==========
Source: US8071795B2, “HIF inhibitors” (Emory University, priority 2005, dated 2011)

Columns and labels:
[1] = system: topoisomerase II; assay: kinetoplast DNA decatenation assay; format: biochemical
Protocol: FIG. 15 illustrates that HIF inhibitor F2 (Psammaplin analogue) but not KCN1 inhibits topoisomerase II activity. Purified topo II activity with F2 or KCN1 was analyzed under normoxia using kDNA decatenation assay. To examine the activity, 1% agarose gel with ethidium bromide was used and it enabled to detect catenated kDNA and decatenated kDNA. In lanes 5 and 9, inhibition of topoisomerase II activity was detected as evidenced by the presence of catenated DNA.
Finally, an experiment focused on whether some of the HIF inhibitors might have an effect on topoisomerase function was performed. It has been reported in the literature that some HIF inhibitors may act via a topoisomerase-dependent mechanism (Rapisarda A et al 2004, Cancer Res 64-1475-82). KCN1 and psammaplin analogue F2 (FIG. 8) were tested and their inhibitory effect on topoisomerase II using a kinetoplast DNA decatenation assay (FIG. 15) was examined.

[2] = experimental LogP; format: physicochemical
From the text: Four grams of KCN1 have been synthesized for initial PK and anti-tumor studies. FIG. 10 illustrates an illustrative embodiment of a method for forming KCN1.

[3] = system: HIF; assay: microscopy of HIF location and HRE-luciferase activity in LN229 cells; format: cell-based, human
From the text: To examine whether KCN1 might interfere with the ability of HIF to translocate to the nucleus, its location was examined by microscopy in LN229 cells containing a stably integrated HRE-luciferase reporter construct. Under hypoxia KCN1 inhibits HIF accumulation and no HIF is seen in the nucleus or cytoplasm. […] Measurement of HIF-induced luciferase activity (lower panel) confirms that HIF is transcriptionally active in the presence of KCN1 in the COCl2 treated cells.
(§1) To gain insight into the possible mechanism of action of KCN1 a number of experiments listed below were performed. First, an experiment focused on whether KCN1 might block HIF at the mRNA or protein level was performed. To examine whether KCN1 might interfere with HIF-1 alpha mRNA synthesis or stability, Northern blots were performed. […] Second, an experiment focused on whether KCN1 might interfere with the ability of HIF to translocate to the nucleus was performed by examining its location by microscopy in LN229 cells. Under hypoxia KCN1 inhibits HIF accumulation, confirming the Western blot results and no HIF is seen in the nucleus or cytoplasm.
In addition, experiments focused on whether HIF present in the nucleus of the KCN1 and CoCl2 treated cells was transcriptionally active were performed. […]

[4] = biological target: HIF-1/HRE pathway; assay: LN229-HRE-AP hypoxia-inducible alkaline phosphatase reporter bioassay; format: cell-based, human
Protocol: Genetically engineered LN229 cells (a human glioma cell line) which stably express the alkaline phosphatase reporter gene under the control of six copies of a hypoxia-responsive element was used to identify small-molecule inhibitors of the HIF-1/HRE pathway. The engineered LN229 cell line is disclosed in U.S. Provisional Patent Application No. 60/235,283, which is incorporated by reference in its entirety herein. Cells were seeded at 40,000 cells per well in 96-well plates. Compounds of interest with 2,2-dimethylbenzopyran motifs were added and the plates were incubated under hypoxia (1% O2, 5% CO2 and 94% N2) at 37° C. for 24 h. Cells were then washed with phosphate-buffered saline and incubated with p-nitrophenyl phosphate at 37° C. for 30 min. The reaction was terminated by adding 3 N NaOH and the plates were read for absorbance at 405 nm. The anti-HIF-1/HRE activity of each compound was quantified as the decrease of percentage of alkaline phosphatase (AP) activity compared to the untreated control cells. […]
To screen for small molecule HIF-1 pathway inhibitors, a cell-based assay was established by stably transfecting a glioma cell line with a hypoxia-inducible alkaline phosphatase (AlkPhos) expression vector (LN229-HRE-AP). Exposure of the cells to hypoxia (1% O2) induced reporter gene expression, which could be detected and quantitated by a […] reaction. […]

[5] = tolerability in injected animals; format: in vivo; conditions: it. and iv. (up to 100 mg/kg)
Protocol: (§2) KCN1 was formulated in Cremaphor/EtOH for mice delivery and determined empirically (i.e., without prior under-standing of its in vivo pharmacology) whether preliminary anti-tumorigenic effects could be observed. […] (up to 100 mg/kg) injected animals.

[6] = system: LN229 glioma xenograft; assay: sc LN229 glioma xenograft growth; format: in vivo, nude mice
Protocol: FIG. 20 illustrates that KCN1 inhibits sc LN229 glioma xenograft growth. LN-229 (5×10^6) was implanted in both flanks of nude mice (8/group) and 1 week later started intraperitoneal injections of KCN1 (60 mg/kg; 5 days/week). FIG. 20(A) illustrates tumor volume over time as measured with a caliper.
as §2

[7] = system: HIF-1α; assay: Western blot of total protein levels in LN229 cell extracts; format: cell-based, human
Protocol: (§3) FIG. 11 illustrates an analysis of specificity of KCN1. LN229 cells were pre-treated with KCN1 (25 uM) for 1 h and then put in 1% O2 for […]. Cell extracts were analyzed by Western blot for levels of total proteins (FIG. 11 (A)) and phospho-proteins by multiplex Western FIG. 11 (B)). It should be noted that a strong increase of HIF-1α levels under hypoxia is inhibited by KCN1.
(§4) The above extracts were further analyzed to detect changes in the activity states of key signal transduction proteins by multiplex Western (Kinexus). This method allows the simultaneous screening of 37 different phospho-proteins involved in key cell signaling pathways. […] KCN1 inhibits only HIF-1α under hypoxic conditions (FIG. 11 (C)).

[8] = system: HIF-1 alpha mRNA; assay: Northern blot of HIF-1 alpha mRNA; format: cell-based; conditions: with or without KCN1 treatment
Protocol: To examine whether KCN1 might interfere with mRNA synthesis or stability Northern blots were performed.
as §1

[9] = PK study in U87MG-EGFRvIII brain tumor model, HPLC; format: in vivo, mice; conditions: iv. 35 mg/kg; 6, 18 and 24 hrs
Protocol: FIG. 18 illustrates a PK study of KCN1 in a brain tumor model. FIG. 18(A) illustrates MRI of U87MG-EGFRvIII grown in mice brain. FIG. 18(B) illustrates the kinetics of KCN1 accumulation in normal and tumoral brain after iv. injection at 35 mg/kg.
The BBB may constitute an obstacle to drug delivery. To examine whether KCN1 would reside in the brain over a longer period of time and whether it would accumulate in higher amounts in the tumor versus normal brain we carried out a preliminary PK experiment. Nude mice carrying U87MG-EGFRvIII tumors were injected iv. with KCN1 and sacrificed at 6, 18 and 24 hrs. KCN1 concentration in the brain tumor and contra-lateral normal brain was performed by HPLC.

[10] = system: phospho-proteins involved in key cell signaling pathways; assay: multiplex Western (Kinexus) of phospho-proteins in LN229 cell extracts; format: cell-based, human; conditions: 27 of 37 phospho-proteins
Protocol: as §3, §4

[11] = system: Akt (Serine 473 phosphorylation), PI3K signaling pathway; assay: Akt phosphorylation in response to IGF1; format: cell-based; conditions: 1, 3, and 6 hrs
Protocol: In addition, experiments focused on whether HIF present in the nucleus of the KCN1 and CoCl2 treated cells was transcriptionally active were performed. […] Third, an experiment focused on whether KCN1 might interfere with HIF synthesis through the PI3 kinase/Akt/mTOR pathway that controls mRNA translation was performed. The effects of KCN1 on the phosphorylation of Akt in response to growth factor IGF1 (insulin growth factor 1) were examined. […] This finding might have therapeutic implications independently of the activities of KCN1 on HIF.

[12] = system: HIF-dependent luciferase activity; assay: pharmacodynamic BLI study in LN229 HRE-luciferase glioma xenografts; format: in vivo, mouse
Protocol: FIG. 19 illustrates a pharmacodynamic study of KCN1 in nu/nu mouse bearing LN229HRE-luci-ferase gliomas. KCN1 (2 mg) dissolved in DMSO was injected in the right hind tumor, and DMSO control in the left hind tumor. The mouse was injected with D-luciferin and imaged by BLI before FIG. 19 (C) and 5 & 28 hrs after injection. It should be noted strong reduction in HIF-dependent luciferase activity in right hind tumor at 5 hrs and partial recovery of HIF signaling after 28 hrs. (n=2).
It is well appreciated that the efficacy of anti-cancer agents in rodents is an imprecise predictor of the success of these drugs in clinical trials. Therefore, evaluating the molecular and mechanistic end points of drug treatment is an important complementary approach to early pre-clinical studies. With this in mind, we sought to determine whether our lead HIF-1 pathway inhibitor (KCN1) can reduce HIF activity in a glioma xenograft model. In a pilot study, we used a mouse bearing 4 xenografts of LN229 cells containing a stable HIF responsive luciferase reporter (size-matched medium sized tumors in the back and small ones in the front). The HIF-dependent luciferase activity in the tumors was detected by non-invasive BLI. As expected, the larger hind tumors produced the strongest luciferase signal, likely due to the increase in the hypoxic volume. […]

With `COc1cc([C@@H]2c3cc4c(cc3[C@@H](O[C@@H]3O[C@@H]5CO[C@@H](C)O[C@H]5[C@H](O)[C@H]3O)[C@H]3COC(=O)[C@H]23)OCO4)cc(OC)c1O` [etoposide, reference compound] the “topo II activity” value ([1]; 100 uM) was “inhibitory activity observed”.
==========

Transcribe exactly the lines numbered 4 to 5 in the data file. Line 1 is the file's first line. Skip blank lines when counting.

Protocol: FIG. 15 illustrates that HIF inhibitor F2 (Psammaplin analogue) but not KCN1 inhibits topoisomerase II activity. Purified topo II activity with F2 or KCN1 was analyzed under normoxia using kDNA decatenation assay. To examine the activity, 1% agarose gel with ethidium bromide was used and it enabled to detect catenated kDNA and decatenated kDNA. In lanes 5 and 9, inhibition of topoisomerase II activity was detected as evidenced by the presence of catenated DNA.
Finally, an experiment focused on whether some of the HIF inhibitors might have an effect on topoisomerase function was performed. It has been reported in the literature that some HIF inhibitors may act via a topoisomerase-dependent mechanism (Rapisarda A et al 2004, Cancer Res 64-1475-82). KCN1 and psammaplin analogue F2 (FIG. 8) were tested and their inhibitory effect on topoisomerase II using a kinetoplast DNA decatenation assay (FIG. 15) was examined.